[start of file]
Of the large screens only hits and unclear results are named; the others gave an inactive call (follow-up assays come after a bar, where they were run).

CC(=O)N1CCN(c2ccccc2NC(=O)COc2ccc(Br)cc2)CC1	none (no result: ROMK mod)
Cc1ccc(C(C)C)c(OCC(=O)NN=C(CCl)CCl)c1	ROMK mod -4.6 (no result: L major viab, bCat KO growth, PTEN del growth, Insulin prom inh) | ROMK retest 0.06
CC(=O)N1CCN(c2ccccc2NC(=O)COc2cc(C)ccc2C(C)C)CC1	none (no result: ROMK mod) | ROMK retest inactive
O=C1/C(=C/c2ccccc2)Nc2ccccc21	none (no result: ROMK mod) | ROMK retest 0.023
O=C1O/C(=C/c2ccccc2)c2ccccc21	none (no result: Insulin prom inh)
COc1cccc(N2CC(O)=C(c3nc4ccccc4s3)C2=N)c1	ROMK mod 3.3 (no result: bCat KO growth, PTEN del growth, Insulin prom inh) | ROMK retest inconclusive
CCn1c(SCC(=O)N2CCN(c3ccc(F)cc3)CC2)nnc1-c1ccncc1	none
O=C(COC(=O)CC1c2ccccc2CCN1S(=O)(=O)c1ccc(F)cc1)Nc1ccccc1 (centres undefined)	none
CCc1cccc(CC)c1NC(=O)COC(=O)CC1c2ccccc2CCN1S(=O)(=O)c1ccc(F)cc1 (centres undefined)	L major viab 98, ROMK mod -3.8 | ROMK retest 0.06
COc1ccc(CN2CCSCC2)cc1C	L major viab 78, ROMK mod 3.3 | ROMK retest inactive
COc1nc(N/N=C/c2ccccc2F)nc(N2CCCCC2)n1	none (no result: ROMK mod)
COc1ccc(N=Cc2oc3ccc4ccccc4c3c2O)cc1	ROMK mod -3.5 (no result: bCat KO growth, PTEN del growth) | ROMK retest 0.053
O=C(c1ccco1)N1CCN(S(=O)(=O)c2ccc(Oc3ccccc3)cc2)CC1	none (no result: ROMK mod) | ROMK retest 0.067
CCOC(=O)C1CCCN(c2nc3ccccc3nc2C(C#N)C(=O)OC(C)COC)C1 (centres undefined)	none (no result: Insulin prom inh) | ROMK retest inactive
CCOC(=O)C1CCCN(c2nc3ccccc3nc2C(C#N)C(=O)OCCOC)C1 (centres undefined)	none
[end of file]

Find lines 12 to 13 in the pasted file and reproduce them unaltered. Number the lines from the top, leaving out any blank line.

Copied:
COc1nc(N/N=C/c2ccccc2F)nc(N2CCCCC2)n1	none (no result: ROMK mod)
COc1ccc(N=Cc2oc3ccc4ccccc4c3c2O)cc1	ROMK mod -3.5 (no result: bCat KO growth, PTEN del growth) | ROMK retest 0.053